The Medical Letter on Drugs and Therapeutics
COVID-19 Update: Prescription of Paxlovid by Pharmacists (online only)
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Med Lett Drugs Ther. 2022 Aug 8;64(1656):e124
Principal Faculty
  • Mark Abramowicz, M.D., President: no disclosure or potential conflict of interest to report
  • Jean-Marie Pflomm, Pharm.D., Editor in Chief: no disclosure or potential conflict of interest to report
  • Brinda M. Shah, Pharm.D., Consulting Editor: no disclosure or potential conflict of interest to report
Additional Contributor(s)
  • Michael Viscusi, Pharm.D., Associate Editor: no disclosure or potential conflict of interest to report
Upon completion of this activity, the participant will be able to:
  1. Discuss the requirements for pharmacist prescribing of Paxlovid for treatment of COVID-19.
 Select a term to see related articles     COVID-19   nirmatrelvir   Paxlovid   Ritonavir 

The FDA has amended its Emergency Use Authorization (EUA) for Paxlovid (Pfizer), the investigational oral antiviral drug nirmatrelvir copackaged with oral ritonavir, to allow for it to be prescribed by licensed pharmacists in certain situations.1 Paxlovid is authorized for oral treatment of mild to moderate COVID-19 in high-risk outpatients ≥12 years old who weigh at least 40 kg.2,3 NIH guidelines list it as the treatment of choice for COVID-19 in high-risk adult outpatients.4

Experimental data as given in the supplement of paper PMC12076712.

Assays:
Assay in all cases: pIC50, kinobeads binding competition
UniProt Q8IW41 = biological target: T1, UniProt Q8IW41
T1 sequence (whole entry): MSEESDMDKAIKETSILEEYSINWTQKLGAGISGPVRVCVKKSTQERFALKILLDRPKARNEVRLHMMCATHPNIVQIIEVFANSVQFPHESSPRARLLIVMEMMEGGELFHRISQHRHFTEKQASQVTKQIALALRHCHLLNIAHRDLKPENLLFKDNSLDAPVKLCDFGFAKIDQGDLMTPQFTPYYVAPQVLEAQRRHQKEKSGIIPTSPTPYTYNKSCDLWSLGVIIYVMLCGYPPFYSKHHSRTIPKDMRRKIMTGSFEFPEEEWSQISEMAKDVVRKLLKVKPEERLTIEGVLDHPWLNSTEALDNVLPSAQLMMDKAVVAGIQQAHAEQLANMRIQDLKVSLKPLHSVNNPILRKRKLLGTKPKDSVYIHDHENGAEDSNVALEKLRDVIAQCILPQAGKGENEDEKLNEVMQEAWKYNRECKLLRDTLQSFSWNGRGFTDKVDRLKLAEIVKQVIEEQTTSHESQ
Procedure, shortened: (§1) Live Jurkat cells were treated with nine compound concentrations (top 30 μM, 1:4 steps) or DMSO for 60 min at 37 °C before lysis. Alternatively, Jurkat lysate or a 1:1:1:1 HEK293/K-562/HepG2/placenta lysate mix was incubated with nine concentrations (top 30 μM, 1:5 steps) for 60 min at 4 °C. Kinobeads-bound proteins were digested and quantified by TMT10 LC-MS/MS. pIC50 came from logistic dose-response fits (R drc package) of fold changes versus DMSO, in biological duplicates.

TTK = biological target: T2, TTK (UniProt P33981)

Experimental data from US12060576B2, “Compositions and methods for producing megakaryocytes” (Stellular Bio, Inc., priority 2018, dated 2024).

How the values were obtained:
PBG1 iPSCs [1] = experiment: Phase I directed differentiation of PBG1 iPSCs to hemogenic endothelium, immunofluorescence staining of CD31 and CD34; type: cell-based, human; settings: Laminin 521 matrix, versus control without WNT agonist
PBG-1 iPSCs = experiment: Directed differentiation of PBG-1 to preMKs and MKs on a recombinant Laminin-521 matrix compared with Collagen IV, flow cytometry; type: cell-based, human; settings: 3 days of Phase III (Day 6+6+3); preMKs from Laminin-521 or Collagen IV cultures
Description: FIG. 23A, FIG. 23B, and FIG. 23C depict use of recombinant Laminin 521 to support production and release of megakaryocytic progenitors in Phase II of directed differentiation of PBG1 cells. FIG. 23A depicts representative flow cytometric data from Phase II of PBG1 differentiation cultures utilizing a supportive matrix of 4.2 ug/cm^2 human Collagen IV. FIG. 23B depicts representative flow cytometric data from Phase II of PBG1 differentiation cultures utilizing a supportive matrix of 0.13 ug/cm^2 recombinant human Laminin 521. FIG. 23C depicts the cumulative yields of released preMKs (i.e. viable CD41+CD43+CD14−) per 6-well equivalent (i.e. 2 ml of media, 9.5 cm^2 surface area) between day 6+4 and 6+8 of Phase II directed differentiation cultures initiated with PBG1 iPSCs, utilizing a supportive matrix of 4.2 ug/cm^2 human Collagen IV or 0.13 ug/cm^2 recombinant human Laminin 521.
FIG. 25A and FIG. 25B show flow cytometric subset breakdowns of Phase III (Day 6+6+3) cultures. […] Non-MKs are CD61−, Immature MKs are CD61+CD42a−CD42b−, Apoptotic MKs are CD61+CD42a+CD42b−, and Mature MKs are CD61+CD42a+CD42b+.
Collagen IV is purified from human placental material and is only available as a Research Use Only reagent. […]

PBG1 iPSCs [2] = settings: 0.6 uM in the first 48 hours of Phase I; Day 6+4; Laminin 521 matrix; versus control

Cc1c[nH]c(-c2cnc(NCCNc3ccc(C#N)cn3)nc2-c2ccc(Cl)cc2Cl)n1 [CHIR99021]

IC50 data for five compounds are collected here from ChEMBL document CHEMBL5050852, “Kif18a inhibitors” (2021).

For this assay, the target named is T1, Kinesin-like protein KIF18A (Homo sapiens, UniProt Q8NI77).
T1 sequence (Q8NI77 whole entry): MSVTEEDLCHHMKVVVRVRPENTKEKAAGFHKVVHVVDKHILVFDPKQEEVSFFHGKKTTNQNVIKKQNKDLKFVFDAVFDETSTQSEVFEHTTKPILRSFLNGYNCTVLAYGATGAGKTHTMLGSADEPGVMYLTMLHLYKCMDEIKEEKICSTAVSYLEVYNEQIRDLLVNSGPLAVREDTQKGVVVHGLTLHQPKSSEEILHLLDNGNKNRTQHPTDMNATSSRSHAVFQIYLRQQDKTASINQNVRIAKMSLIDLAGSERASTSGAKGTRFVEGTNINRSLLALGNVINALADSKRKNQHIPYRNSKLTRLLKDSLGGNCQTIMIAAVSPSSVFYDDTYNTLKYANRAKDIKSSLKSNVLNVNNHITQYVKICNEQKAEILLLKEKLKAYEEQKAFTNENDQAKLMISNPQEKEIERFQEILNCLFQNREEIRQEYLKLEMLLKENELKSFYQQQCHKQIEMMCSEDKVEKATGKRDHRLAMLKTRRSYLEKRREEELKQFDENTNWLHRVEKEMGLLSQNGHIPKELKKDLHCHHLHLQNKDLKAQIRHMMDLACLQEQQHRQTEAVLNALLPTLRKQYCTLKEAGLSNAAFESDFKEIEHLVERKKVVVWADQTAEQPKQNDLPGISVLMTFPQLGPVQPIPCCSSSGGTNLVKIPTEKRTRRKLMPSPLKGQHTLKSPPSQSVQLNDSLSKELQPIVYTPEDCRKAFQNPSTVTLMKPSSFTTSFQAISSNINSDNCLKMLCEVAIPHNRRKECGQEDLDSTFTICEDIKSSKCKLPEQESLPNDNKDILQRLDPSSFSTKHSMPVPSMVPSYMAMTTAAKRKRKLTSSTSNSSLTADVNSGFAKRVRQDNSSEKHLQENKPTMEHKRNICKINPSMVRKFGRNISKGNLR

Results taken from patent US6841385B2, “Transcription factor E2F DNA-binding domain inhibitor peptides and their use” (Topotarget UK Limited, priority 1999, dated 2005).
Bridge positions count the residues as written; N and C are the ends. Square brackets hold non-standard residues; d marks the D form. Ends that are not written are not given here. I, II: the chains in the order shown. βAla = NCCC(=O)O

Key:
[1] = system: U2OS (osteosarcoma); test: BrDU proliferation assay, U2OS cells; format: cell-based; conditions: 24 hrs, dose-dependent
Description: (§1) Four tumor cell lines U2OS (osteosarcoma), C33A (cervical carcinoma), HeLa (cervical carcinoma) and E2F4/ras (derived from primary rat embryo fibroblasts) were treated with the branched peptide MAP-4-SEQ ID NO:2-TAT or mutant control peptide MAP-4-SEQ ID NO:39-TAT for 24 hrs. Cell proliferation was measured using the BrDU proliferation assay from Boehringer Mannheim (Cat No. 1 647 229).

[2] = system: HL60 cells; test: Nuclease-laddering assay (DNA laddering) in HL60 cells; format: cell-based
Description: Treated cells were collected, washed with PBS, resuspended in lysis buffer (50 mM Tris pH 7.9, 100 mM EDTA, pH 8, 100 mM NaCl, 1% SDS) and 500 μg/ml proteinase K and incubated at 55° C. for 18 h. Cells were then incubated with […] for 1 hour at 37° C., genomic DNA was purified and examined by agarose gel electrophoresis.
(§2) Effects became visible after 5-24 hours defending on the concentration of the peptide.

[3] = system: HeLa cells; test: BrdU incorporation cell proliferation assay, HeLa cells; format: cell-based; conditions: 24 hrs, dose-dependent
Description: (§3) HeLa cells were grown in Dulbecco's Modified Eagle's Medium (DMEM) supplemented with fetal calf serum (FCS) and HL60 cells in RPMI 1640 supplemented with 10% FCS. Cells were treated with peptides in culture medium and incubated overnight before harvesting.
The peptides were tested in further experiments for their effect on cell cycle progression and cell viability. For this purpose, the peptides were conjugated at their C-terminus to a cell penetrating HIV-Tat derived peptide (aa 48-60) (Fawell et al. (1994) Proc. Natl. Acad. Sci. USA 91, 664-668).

The amendment to the EUA allows pharmacists to provide Paxlovid to eligible patients for whom they can review measurements of renal and hepatic function (obtained within the last 12 months) and a list of prescription and nonprescription medications currently being taken.

Paxlovid is not recommended for use in patients with severe renal impairment (eGFR <30 mL/min) or severe hepatic impairment (Child-Pugh C); dosage adjustments are recommended in patients with moderate renal impairment (eGFR ≥30 to <60 mL/min).3 The drug is contraindicated for use with strong CYP3A4 inducers,5 or with drugs that are highly dependent on CYP3A for clearance and are associated with serious or life-threatening events at elevated serum concentrations (e.g., amiodarone, midazolam). According to the revised EUA, if other medications in the patient’s regimen must be modified because of a potential interaction, the patient should be referred to their healthcare provider.

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